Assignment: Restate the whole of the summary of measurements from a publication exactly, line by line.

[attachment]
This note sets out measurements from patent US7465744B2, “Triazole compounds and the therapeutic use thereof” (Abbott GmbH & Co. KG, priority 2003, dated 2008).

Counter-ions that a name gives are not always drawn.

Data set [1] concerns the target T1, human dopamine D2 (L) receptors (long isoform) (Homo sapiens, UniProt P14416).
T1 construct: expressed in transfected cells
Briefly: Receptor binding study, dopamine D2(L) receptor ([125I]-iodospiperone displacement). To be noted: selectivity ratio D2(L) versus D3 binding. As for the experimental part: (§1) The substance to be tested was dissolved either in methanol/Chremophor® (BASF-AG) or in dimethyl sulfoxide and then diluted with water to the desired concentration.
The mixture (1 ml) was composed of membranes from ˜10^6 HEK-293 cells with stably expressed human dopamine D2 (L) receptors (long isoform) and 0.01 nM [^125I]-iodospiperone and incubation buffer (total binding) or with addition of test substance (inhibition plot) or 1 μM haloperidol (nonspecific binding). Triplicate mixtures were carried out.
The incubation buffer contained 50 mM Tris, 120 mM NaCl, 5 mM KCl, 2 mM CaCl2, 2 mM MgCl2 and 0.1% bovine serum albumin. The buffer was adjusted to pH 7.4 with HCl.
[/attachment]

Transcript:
This note sets out measurements from patent US7465744B2, “Triazole compounds and the therapeutic use thereof” (Abbott GmbH & Co. KG, priority 2003, dated 2008).

Counter-ions that a name gives are not always drawn.

Data set [1] concerns the target T1, human dopamine D2 (L) receptors (long isoform) (Homo sapiens, UniProt P14416).
T1 construct: expressed in transfected cells
Briefly: Receptor binding study, dopamine D2(L) receptor ([125I]-iodospiperone displacement). To be noted: selectivity ratio D2(L) versus D3 binding. As for the experimental part: (§1) The substance to be tested was dissolved either in methanol/Chremophor® (BASF-AG) or in dimethyl sulfoxide and then diluted with water to the desired concentration.
The mixture (1 ml) was composed of membranes from ˜10^6 HEK-293 cells with stably expressed human dopamine D2 (L) receptors (long isoform) and 0.01 nM [^125I]-iodospiperone and incubation buffer (total binding) or with addition of test substance (inhibition plot) or 1 μM haloperidol (nonspecific binding). Triplicate mixtures were carried out.
The incubation buffer contained 50 mM Tris, 120 mM NaCl, 5 mM KCl, 2 mM CaCl2, 2 mM MgCl2 and 0.1% bovine serum albumin. The buffer was adjusted to pH 7.4 with HCl.